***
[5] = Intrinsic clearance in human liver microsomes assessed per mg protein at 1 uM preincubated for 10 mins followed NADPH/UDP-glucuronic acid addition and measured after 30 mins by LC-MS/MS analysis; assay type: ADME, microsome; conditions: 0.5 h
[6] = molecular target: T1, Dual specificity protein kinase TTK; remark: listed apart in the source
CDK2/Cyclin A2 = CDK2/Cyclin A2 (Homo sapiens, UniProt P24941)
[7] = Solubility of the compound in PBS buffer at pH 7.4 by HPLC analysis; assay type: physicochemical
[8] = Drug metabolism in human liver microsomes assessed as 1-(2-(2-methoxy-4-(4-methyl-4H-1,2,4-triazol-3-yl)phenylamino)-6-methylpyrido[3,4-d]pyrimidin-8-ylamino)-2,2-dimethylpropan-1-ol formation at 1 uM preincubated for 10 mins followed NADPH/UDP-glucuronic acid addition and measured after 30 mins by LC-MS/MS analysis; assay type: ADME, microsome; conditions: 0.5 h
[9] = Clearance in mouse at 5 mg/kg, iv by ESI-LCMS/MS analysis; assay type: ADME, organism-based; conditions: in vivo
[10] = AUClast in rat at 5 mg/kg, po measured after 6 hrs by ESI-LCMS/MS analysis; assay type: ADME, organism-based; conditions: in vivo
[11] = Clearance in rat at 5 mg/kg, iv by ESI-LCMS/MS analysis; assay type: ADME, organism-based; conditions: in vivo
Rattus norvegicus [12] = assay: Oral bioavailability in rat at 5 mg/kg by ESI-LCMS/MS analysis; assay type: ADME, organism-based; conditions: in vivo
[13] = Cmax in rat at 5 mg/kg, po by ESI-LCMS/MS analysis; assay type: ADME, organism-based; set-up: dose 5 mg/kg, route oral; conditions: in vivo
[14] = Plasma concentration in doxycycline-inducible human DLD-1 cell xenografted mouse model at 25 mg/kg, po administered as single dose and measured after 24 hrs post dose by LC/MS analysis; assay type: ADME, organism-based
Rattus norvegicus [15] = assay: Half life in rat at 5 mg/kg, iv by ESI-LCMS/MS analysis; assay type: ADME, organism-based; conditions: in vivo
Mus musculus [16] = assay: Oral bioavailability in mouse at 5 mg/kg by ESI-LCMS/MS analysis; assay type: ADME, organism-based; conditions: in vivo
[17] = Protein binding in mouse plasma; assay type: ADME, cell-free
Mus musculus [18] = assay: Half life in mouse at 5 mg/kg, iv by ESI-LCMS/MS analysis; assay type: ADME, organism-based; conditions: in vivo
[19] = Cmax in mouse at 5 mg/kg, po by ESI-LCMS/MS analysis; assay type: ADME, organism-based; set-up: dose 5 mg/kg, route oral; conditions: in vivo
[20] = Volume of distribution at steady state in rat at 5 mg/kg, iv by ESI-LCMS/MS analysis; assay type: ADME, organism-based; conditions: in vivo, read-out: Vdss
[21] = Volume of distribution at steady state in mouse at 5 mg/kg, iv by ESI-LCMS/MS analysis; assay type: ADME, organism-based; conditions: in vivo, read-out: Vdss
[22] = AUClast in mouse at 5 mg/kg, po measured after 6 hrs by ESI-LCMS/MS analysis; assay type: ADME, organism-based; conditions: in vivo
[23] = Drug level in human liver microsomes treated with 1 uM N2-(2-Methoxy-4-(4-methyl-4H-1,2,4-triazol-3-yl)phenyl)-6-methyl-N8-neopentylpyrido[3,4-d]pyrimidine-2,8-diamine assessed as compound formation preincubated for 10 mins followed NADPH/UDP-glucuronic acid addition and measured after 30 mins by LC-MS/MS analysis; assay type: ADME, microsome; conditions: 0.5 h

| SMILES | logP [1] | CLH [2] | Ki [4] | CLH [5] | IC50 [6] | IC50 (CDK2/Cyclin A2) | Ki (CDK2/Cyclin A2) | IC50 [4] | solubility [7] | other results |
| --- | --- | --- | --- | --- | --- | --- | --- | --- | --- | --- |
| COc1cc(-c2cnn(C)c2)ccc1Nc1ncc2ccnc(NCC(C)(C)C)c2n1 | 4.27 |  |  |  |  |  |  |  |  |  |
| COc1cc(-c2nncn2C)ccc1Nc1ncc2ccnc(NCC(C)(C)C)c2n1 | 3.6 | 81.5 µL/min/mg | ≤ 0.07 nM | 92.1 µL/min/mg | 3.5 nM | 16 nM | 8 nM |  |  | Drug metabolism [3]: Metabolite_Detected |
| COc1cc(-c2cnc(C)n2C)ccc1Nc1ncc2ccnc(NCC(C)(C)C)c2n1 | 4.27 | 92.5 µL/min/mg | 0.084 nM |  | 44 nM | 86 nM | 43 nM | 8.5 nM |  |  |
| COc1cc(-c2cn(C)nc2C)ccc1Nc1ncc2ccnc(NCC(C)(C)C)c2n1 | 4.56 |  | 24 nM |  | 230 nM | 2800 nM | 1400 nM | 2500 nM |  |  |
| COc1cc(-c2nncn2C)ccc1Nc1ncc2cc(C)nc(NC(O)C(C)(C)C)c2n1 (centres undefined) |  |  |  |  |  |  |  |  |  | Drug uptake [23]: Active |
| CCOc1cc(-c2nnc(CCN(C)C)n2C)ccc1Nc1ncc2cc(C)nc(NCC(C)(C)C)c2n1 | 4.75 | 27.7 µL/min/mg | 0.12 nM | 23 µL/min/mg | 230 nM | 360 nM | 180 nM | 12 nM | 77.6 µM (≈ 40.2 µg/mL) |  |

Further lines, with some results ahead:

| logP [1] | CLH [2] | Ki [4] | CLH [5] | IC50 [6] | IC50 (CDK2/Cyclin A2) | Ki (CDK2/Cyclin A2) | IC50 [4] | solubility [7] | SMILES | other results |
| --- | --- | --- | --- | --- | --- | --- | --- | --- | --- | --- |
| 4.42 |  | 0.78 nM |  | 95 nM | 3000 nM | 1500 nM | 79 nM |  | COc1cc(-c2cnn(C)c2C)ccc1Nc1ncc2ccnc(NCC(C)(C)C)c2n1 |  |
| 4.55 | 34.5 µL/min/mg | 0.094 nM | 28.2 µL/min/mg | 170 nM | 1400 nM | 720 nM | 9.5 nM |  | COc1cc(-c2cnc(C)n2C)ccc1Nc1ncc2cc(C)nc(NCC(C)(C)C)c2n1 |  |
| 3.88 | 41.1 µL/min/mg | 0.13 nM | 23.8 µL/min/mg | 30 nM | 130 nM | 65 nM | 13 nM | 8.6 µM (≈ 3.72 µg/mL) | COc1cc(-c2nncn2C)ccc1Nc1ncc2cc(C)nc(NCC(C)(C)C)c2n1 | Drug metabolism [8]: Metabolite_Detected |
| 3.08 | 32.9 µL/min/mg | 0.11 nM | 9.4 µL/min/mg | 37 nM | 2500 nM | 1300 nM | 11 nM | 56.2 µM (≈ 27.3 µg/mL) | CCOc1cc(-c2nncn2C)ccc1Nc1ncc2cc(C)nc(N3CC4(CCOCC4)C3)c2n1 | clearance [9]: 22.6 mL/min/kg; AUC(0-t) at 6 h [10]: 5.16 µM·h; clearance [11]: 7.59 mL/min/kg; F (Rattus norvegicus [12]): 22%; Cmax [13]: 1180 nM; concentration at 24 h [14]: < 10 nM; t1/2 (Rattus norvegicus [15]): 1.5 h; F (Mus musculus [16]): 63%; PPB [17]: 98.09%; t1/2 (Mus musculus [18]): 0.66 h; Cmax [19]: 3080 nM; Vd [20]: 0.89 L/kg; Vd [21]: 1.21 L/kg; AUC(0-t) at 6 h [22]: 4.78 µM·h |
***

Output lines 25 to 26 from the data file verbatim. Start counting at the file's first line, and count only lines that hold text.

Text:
| COc1cc(-c2cnc(C)n2C)ccc1Nc1ncc2ccnc(NCC(C)(C)C)c2n1 | 4.27 | 92.5 µL/min/mg | 0.084 nM |  | 44 nM | 86 nM | 43 nM | 8.5 nM |  |  |
| COc1cc(-c2cn(C)nc2C)ccc1Nc1ncc2ccnc(NCC(C)(C)C)c2n1 | 4.56 |  | 24 nM |  | 230 nM | 2800 nM | 1400 nM | 2500 nM |  |  |